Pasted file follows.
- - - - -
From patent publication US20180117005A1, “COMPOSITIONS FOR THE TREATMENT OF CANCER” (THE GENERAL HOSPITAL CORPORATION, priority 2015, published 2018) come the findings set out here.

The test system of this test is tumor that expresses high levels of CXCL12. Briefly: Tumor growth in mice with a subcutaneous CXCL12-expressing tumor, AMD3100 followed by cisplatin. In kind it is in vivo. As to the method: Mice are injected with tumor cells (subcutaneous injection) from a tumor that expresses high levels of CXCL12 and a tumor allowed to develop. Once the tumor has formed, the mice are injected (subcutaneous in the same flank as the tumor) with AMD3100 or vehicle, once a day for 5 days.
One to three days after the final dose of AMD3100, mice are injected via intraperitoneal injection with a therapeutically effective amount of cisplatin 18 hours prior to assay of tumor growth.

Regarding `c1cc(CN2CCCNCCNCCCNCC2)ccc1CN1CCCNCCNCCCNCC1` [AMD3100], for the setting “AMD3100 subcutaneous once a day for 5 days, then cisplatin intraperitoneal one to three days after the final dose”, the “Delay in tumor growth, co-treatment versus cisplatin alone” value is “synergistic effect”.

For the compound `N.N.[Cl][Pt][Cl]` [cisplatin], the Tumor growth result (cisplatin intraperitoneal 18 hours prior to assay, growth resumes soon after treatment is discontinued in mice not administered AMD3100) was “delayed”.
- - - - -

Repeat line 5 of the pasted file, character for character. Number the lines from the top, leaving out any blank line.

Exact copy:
For the compound `N.N.[Cl][Pt][Cl]` [cisplatin], the Tumor growth result (cisplatin intraperitoneal 18 hours prior to assay, growth resumes soon after treatment is discontinued in mice not administered AMD3100) was “delayed”.